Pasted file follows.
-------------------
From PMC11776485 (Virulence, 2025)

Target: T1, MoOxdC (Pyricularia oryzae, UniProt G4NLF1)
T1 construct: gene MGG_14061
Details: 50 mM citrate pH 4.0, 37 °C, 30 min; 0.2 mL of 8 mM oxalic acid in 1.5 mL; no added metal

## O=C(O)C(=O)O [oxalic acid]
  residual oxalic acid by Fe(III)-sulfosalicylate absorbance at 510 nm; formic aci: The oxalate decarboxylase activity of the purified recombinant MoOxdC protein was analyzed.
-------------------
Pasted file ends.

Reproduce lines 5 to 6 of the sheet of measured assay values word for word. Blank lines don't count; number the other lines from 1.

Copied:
## O=C(O)C(=O)O [oxalic acid]
  residual oxalic acid by Fe(III)-sulfosalicylate absorbance at 510 nm; formic aci: The oxalate decarboxylase activity of the purified recombinant MoOxdC protein was analyzed.